GTBank has continued to report impressive financial ratios in terms of profitability, efficiency and capital for a Financial Institution in Nigeria as revealed by its return on equity (ROAE) of 30.9percent, cost to income ratio of 37.1percent and capital adequacy of 23.4percent. These ratios are a testament to the efficient management of the bank. GTBank Plc earnings per share (EPS) increased to 654kobo from 594kobo in 2017. During the 2018 financial year, the directors declared and paid an interim dividend of 30kobo per ordinary

share on the issued capital of 29,431,179,224 Ordinary Shares of 50 Kobo each, for the half-year (H1) period ended June 30, 2018. The directors recommend the payment of a final dividend of N2.45kobo (only) per ordinary share of 50kobo (bringing the total dividend for the financial year ended December 31, 2018 to N2.75kobo (2017: N2.70kobo per share). Stock trading information At the equities market, price list of stocks as at March 8, 2019 shows GTBank shares at N37.30; indicating the stock has gained 8.3percent year-to-date (ytd). The stock had reached a 52-week high of N48.50 and a 52-week low of N30.90. With shares outstanding of 29,431,179,224 units, GTBank market capitalisation is in excess of N1.097trillion. Analysts’ comment Vetiva Capital Research analysts who are reviewing their target price for GTBank Plc as noted in their March 7 commentary said the bank overcompensated for the lag in core banking activities with a surge in non-interest income of 39 percent year-on-year. In summary, the analysts view the bank’s performance as impressive “but not superlative given the slight reduction in net interest margins full year 2018 (9.2percent) against 2017 (10.4percent). “We expect reduced industry margins in fees and commissions and other non-interest income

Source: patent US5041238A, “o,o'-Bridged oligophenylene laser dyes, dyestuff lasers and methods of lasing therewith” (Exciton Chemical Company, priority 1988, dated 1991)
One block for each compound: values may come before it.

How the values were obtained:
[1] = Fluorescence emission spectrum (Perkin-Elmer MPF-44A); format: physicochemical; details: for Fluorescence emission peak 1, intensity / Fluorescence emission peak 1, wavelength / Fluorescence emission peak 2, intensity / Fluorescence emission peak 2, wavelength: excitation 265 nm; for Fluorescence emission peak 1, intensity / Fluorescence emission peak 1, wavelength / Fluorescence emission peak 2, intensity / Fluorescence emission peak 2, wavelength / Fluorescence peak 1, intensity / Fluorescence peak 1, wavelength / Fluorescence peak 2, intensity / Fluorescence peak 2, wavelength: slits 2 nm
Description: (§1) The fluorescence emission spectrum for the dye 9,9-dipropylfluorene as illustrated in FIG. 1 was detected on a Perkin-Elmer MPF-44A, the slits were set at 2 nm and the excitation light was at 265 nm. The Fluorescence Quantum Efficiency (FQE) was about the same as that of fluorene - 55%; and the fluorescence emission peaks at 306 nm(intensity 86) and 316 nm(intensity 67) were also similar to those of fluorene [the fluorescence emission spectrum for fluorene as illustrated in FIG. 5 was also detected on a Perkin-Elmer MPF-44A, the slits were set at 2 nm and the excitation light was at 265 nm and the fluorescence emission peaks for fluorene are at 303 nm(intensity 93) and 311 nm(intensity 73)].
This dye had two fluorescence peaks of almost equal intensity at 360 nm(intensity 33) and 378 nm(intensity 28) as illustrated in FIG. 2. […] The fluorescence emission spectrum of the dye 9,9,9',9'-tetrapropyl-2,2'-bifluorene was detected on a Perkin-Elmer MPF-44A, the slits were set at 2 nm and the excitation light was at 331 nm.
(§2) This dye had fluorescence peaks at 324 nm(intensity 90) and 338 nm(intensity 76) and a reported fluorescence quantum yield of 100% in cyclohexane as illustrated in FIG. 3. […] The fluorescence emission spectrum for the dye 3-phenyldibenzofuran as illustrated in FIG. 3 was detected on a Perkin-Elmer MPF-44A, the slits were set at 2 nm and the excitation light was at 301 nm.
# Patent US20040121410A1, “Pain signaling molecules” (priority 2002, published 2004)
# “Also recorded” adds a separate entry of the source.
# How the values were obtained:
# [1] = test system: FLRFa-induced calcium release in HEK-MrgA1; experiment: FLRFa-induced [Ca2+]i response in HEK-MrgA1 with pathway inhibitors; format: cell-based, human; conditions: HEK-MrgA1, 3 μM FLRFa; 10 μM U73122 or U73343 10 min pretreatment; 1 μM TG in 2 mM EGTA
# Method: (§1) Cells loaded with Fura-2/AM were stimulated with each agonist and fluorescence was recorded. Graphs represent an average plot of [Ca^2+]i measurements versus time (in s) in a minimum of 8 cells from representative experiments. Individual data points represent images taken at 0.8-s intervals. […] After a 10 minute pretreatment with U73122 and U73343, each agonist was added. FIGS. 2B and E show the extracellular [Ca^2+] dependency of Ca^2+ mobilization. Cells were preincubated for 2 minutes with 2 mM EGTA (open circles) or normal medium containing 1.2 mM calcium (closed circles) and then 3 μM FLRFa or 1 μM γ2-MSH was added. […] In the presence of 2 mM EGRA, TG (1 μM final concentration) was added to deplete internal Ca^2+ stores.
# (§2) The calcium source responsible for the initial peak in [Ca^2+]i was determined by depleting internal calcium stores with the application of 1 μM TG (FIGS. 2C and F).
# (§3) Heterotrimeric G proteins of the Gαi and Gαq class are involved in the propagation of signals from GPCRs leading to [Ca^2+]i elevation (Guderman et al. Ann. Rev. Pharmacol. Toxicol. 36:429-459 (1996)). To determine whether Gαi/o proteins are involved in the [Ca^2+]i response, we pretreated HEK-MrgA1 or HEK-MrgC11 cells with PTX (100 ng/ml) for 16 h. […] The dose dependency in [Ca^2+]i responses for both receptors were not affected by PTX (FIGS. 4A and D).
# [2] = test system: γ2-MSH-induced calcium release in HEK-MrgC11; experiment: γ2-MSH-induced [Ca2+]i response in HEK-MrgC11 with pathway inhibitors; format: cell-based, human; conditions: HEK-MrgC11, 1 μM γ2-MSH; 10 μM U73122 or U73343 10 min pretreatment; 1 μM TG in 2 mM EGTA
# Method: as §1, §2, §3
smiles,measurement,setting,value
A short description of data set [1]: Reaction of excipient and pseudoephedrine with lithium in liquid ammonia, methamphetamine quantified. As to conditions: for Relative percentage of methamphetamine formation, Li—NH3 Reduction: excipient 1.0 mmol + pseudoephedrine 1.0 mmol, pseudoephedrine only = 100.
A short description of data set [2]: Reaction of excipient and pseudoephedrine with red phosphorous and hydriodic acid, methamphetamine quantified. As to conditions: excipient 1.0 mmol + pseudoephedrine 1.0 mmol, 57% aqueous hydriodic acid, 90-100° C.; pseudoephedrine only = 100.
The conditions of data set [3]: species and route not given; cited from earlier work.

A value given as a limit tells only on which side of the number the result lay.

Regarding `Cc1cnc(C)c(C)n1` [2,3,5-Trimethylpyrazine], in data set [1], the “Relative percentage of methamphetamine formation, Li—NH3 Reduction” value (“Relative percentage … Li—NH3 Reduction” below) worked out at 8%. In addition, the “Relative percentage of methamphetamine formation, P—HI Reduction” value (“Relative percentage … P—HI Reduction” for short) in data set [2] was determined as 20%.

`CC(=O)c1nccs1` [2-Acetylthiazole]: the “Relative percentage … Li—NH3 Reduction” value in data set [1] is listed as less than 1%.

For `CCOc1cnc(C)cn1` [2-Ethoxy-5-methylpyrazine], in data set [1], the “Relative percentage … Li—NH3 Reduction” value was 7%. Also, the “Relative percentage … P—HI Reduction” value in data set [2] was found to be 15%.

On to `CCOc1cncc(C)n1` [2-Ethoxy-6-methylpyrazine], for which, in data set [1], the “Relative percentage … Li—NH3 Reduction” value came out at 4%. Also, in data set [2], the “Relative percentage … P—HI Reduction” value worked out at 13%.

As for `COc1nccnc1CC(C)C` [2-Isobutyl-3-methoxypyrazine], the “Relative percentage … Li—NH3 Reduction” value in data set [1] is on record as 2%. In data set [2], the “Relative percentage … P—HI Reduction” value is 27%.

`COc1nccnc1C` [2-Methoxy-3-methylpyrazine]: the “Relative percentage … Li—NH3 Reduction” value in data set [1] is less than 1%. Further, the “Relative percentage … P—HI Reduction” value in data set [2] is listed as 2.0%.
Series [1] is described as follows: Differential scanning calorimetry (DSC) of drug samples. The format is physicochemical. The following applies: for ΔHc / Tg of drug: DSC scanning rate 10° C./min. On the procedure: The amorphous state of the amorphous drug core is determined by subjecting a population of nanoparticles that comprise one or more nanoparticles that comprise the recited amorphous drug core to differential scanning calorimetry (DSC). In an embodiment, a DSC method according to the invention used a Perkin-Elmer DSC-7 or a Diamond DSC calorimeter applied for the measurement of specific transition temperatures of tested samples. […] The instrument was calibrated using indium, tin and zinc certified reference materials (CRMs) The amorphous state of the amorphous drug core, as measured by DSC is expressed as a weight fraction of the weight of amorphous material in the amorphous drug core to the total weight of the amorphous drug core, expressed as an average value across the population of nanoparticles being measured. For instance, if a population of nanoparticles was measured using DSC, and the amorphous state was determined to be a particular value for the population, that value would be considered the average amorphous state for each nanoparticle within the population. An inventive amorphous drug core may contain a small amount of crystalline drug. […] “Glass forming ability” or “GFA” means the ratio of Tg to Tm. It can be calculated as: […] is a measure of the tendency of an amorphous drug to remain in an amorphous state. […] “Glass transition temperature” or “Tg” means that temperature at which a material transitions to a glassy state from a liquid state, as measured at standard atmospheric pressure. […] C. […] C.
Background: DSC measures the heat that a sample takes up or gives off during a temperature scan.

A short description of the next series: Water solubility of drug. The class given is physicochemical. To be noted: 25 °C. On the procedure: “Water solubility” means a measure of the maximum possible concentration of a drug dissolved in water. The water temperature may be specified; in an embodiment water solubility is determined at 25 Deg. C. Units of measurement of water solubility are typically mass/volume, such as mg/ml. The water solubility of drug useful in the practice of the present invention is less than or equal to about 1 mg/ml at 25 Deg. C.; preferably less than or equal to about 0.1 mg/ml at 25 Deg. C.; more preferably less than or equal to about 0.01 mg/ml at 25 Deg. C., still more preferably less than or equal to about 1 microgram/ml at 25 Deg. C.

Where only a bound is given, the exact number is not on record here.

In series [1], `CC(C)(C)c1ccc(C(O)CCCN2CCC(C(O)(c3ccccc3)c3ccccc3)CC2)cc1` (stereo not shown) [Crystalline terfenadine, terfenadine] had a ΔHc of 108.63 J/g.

Continues on Page 19


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United Capital Investment View

Investor’s Square

Impressive earnings result in the banking space drove marginal gains…

•Have you been shabbily treated by your registrar, stockbroke r or other capital market operators? Let us know and investor will help you investigate and report back. E-mail: iheanyi.nwachukwu@businessdayonline.com

T